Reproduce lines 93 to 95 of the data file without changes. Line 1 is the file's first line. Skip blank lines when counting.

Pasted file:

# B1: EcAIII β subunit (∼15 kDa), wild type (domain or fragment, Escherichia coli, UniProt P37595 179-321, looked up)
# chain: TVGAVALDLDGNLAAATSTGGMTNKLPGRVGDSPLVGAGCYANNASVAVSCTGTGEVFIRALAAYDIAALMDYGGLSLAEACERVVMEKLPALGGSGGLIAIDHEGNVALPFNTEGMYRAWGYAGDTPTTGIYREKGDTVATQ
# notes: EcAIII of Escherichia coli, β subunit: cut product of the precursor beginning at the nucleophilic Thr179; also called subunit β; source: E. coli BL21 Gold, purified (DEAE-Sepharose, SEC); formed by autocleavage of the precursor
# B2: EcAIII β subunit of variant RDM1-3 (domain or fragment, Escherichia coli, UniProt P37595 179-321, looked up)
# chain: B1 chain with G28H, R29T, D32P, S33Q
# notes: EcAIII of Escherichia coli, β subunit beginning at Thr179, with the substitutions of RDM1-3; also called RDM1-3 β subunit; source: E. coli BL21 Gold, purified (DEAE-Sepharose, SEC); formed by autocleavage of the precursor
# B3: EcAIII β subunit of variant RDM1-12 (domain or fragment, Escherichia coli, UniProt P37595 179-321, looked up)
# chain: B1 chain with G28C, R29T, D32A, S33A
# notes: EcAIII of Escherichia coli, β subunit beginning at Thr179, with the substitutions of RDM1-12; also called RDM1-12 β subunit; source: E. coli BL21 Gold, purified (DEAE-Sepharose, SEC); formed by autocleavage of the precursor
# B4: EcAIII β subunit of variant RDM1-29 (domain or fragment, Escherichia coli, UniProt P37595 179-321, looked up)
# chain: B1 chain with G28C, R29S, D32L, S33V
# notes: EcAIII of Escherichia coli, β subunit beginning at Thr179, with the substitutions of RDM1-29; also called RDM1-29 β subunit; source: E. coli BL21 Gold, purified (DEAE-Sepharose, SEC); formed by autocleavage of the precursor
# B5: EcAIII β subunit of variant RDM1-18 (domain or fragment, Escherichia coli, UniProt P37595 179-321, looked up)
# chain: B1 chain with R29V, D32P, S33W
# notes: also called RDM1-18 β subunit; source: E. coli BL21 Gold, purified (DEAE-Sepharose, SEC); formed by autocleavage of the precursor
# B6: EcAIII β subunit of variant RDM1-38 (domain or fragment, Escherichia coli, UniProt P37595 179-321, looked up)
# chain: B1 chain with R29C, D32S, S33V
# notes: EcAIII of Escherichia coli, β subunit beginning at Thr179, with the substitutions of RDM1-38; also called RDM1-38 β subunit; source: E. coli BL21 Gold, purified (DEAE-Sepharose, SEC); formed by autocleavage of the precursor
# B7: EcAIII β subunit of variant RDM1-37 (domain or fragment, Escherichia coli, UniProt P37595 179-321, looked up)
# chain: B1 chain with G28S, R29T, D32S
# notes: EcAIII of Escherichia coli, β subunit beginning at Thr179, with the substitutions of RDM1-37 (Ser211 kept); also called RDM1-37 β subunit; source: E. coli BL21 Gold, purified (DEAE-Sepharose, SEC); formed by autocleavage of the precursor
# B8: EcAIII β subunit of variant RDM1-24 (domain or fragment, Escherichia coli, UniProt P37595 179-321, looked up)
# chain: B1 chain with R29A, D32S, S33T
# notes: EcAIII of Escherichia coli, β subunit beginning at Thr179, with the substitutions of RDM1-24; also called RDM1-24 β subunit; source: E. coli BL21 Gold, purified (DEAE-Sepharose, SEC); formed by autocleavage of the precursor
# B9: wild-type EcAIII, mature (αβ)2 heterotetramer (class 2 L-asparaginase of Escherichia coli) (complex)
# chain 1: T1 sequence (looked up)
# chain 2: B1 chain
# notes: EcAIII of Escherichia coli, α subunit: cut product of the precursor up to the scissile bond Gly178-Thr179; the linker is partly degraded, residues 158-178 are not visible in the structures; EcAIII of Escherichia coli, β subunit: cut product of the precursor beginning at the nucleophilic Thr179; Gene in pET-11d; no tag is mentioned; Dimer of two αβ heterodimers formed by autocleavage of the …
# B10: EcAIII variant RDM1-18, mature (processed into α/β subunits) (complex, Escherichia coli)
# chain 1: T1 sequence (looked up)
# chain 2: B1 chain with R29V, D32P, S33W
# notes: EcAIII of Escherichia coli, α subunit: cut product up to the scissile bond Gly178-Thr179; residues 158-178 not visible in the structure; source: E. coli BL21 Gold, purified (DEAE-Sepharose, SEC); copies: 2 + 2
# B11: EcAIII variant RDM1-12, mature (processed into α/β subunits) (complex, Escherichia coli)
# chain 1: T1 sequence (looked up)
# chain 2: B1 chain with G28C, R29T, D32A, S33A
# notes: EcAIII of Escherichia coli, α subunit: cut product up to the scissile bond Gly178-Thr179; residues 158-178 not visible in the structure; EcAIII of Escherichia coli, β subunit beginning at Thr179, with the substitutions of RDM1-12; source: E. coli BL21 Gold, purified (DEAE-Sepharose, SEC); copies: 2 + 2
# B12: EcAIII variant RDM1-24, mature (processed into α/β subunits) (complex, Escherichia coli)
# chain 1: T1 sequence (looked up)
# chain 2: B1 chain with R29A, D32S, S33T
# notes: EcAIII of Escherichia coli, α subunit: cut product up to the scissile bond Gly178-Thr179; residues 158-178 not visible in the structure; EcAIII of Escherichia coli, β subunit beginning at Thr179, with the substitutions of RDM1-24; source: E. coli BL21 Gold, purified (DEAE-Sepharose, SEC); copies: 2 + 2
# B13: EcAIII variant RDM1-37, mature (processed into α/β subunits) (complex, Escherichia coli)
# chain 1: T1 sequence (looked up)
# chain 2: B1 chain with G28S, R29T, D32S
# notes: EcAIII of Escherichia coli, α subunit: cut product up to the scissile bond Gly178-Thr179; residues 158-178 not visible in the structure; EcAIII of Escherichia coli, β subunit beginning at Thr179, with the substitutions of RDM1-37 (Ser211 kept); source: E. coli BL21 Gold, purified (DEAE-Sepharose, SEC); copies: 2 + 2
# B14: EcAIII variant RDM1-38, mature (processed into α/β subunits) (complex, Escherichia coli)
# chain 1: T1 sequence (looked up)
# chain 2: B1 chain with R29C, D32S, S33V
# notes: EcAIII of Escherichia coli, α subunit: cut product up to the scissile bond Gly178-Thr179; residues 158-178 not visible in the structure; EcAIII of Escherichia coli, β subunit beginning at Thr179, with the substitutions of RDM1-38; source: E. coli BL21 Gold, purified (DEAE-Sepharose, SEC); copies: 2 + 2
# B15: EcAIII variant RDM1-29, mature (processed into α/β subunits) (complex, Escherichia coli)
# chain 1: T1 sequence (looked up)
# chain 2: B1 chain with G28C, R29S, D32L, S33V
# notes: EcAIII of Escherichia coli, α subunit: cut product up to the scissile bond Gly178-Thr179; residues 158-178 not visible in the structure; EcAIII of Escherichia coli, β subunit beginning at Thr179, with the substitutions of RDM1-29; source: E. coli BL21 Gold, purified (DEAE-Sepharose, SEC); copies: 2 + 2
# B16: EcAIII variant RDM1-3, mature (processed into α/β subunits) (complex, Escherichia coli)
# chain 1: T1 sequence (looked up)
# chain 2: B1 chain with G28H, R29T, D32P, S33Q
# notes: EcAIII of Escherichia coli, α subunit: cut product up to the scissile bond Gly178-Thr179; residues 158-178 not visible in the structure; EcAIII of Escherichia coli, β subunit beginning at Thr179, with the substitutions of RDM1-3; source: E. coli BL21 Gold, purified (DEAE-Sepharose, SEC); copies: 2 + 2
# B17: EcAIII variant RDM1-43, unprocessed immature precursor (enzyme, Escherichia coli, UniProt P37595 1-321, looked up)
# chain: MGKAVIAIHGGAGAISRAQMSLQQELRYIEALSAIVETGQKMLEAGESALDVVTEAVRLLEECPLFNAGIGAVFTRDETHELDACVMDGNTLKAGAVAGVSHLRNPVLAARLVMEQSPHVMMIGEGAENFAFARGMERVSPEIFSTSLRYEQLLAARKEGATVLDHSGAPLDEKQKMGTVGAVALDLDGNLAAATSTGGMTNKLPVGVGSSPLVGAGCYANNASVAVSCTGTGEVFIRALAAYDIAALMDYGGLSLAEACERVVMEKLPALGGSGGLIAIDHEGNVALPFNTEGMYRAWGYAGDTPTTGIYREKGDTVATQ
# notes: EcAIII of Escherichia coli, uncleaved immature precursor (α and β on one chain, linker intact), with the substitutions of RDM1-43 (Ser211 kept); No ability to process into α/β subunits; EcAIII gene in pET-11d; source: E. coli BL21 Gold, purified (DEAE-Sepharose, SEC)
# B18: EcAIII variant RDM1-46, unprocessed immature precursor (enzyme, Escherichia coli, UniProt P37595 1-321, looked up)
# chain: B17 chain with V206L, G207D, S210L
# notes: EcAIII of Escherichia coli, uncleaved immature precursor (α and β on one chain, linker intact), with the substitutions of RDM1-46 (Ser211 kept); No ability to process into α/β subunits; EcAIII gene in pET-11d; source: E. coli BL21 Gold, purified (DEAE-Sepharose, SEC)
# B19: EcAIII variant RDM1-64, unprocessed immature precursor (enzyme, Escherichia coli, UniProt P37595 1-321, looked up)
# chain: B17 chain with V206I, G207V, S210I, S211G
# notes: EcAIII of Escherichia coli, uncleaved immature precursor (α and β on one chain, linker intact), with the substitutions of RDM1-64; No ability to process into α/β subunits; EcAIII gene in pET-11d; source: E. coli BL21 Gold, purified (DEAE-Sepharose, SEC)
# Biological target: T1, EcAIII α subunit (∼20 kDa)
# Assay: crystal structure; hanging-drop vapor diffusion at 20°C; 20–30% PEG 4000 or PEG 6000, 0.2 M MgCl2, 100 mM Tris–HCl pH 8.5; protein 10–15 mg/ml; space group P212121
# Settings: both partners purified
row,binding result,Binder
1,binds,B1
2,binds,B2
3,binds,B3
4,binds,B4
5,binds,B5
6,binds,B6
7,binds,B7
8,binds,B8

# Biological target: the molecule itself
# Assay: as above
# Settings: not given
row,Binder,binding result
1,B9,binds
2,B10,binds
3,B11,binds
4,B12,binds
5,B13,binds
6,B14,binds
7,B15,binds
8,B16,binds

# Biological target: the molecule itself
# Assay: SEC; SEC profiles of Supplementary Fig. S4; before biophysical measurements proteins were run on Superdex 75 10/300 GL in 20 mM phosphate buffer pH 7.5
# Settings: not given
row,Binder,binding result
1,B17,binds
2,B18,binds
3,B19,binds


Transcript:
row,Binder,binding result
1,B17,binds
2,B18,binds